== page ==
This article appears in the November 2005 edition of the Catholic Medical Quarterly

On a personal note… Tuesday 7th June 2005

Sister Janet

In a daily e-mail from Vatican Radio 105-Live

Please excuse me if I'm feeling somewhat irritated, but I'm tired of ignorance masquerading as wisdom.

Last week a 19 year-old celebrity attacked the Pope because she thinks he hasn't read the same book as she has, although she has "come from a Catholic family".  She should therefore, I suppose, be well qualified to criticise the Pope.  Her remarks appeared in an equally theologically lightweight tabloid. 

This evening I've read some pretty scathing remarks about the attitude of the Church towards AIDS and condoms. Apparently the Church is killing off Africa.

Well, excuse me, but I think I know slightly more than the speaker concerned.  I've recently spent 12 years working directly with people with HIV/AIDS.  I suspect he has not spent countless hours traipsing dusty roads through the bush and through the city in search of an adult who might weigh about 30kg (or less), whose desperate cough, appalling diarrhoea and various other symptoms are a diagnosis of the disease even without a blood test. (Thank God, because the necessary reagents are not always available.

I imagine he does not know what it is like to deliver a premature baby of an extremely ill mother and to wonder whether it would be better for the little mite to survive or not because its mother is dying.

I suppose he has never held a 6 month-old baby in one hand, knowing that the urine-sodden bundle, too weak to cry, with its wizened, almost monkey-like face and parchment-like skin has known far more suffering than any child of its age should ever have to undergo.

He probably hasn’t rescued every cardboard box in sight so that it might be used as a coffin.  I wonder if he knows what it feels like to see a baby carried out for burial in a box marked ‘2cc syringes’?  I can tell you.  It hurts!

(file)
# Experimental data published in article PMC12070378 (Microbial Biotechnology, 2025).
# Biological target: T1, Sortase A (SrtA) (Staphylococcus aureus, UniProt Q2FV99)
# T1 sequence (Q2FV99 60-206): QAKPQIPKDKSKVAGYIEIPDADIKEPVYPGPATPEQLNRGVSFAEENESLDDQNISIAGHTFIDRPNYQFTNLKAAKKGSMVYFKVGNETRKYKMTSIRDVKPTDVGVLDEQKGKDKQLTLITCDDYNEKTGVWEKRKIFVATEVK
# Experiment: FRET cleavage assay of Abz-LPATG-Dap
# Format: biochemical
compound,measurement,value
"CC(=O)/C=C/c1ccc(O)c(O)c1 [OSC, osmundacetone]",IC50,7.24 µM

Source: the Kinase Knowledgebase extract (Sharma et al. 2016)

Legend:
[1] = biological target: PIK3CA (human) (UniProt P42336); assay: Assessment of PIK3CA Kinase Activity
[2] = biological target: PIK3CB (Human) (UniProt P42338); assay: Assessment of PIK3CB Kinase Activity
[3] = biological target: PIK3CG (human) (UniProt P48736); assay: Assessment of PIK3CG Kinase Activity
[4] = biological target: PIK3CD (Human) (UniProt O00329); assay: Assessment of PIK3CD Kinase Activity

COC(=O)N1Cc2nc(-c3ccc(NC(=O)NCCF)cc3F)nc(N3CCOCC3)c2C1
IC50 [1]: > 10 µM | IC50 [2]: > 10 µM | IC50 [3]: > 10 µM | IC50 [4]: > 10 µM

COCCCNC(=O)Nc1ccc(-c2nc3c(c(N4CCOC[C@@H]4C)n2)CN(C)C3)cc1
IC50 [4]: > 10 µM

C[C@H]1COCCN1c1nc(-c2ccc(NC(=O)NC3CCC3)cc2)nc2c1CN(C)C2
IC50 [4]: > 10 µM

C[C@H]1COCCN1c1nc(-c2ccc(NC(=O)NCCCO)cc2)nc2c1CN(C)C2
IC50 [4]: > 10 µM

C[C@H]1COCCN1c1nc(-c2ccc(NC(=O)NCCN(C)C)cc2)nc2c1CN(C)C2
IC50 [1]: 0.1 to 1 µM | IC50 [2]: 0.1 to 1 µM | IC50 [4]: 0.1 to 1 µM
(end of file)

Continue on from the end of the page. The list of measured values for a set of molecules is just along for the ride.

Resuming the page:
How many similar images do I have? No idea at all because I never counted them.  I suspect, however, that the speaker to whom I referred earlier might have read some glossy magazines and pamphlets on the subject.

Let me put a few facts before you.

In sub-Saharan Africa, if it were not for the Catholic Church as a whole and for the individual parishes, the huge numbers of people with HIV/AIDS would have little or no help whatsoever because their governments do little or nothing to help. How often do medical staff steal drugs from government health facilities and resell them at exorbitant prices? Continually!

It is the poorest of the poor, people with absolutely nothing for themselves, who give up their time and energy day after day, night after night, to visit the sick, perhaps taking a piece of soap that the carer herself needs and cannot afford to buy.  It is the members of the Small Christian Communities who will help with the washing of yet another bundle of soiled bedding, who will tie a makeshift stretcher between two bicycles and will walk many miles through the heat and the dust to take a patient to hospital.  Who will continue to support a bereaved family and will give a home to the orphans.

Without needing to go into the rights or the wrongs, the whys and the wherefores of condoms, their manufacturers are making a fortune for themselves.  Of course you’ll promote a commodity that is a “good little earner”! 

Let me conclude by describing something unforgettable.  I was visiting various patients in the compound, escorted by a carer. A man saw the miniscule bag of fish (kapenta) in her hand that she had, with difficulty, been able to afford for her family.  He was very ill indeed.  He told her that he thought he could eat some kapenta, if she could spare it.  The carer gave her entire bag, leaving her family with nothing.  The man died that afternoon. Unknowingly, she had given him his last meal on this earth. 

That is what the Church is doing for people with HIV/AIDS…only most of the world couldn’t be bothered to open their eyes and see the truth for themselves.

God bless,